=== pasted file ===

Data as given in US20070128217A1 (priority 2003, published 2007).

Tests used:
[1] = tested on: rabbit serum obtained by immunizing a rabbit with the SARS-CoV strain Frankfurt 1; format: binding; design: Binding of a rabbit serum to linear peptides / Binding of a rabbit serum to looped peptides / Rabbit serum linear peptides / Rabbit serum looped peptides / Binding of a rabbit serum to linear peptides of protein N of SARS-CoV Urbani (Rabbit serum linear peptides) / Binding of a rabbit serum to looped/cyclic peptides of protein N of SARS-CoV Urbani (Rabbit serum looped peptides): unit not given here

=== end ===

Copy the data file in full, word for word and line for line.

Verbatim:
Data as given in US20070128217A1 (priority 2003, published 2007).

Tests used:
[1] = tested on: rabbit serum obtained by immunizing a rabbit with the SARS-CoV strain Frankfurt 1; format: binding; design: Binding of a rabbit serum to linear peptides / Binding of a rabbit serum to looped peptides / Rabbit serum linear peptides / Rabbit serum looped peptides / Binding of a rabbit serum to linear peptides of protein N of SARS-CoV Urbani (Rabbit serum linear peptides) / Binding of a rabbit serum to looped/cyclic peptides of protein N of SARS-CoV Urbani (Rabbit serum looped peptides): unit not given here